As far as compensation is concerned, this may be tough for British taxpayers to stomach, but the same taxpayers have recently coughed up for British victims of historical wrongdoings. In 2000, after years of wrangling, the UK government offered pay-offs to thousands of Brits held as Japanese prisoners of war in Hong Kong during World War II, at a cost of £167 million. This compensation model could be applied to other living victims of systemic colonial abuse. For practical reasons, the compensation line might have to be drawn at living victims, thus excluding descendants. But in all cases, state apologies should be forthcoming. That process might be helped along by the passage of apology legislation (as exists in several Canadian provinces), which allows parties to express regret without it being taken as an admission of legal liability.

Such a judicial project would have its flaws. Critics are right to worry about the difficulties of subjecting history to modern legal standards or to the positivist lens of today’s courts. But to borrow from the historian Caroline Elkins, when the victims in question are alive and have ample evidence of their sufferings, there is “not a whole lot of room for academic bluster.”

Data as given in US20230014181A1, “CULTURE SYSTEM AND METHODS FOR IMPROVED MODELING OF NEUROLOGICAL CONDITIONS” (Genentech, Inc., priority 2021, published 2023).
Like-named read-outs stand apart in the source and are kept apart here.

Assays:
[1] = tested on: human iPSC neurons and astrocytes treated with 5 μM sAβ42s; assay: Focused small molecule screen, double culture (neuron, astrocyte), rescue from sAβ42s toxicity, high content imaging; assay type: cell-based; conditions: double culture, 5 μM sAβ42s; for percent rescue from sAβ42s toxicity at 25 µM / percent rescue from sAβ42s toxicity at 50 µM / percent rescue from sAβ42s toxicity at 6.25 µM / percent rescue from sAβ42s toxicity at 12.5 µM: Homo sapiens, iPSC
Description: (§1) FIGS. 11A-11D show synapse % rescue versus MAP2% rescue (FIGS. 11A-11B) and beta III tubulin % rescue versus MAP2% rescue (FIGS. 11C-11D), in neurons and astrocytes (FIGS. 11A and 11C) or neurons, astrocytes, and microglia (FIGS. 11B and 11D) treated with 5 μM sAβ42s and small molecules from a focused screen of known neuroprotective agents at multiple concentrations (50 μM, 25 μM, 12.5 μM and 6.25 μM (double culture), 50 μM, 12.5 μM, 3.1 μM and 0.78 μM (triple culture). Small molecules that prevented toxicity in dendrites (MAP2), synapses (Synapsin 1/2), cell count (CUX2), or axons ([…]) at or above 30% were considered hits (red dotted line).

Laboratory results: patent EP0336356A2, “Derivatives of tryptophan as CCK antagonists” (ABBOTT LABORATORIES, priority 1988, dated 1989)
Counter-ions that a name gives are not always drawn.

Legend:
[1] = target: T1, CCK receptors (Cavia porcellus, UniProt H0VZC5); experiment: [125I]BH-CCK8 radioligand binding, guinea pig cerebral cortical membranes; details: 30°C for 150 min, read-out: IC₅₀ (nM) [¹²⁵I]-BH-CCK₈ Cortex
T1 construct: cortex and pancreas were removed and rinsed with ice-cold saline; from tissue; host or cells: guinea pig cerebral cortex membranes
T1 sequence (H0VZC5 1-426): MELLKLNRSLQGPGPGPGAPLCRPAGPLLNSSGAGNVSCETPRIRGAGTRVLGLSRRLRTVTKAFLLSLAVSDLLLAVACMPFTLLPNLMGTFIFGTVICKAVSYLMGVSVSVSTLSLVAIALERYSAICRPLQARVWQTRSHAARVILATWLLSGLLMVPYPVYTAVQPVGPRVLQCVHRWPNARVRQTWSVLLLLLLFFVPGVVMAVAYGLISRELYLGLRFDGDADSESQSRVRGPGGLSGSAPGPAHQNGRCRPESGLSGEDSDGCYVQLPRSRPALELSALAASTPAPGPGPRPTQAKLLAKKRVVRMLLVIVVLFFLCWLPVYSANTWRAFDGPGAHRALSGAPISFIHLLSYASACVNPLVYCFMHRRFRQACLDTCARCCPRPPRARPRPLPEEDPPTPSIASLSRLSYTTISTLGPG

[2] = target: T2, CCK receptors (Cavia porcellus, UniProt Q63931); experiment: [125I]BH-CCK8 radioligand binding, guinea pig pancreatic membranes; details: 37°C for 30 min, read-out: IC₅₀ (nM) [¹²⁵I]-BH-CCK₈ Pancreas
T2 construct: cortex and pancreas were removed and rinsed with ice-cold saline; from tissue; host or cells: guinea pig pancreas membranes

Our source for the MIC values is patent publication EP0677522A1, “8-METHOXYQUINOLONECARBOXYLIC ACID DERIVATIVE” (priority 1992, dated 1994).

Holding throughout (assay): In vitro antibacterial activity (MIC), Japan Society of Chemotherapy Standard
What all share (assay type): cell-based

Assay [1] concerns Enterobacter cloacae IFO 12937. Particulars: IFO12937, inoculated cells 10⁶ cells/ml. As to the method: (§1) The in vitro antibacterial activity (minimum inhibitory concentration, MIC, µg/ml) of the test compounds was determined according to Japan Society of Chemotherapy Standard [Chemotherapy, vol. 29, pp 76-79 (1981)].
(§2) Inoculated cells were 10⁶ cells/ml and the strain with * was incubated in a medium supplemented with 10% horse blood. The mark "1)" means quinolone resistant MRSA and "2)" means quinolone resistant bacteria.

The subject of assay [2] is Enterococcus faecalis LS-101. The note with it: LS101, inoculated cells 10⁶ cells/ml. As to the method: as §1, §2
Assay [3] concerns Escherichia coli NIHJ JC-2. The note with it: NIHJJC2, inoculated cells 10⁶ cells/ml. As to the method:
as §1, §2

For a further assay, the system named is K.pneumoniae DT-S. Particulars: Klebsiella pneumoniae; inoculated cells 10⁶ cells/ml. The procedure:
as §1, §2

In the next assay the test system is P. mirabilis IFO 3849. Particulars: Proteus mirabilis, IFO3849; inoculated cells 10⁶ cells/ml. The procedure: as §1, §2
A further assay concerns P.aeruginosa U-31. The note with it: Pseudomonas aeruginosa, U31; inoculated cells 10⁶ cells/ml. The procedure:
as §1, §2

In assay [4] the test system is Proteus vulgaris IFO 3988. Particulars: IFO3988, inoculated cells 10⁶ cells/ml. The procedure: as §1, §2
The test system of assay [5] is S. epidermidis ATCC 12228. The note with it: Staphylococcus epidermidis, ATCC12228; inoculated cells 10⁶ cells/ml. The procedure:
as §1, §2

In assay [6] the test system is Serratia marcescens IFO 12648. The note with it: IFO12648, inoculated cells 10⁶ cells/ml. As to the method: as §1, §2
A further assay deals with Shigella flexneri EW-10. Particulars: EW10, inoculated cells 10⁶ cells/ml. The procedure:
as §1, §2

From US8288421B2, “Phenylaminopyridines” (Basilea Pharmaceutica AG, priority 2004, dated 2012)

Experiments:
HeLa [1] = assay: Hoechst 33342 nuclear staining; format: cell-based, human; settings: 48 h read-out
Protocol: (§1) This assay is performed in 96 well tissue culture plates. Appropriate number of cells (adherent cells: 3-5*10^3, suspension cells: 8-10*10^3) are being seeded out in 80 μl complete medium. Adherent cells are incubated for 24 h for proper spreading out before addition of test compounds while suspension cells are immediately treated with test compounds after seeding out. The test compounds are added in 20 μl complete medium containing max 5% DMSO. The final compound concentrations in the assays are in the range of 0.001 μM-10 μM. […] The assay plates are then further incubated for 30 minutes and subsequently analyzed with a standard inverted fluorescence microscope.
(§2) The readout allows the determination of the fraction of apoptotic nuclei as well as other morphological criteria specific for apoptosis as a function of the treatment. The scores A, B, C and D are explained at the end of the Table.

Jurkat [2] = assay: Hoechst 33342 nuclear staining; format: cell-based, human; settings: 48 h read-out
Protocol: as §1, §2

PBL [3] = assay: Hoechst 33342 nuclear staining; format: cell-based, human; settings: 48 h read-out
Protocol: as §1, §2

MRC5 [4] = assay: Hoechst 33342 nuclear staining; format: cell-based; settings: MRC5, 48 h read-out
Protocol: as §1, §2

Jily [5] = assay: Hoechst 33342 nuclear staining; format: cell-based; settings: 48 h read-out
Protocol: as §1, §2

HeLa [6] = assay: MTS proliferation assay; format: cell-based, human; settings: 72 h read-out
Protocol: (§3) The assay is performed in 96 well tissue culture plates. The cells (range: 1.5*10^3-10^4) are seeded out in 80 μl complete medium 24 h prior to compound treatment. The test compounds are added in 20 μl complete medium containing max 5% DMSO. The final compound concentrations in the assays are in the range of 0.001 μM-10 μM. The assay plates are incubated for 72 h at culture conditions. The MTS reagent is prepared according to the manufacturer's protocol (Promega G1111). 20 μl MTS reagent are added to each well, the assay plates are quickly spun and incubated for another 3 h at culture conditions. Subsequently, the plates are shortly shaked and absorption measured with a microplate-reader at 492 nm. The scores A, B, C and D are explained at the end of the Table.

Another way to tell the story of the Kenya Emergency is in photos. Plenty of them have been recovered over the years. They show gauzy trails of barbed wire, rows of petrified detainees, and feral-looking British guards. This year, another photograph has been added to the pictorial canon of colonial Kenya. It was taken in 2011 and shows the Kenyan claimants (there were four of them then, but one has since died) standing outside the ornate entrance to the High Court in London. They look cold and tired. They wear heavy coats in neutral tones. Between the four of them are three wool hats, two wooden canes, and four signs. Stone-faced and looking away from the photographer, the four Kenyans bear placards of protest: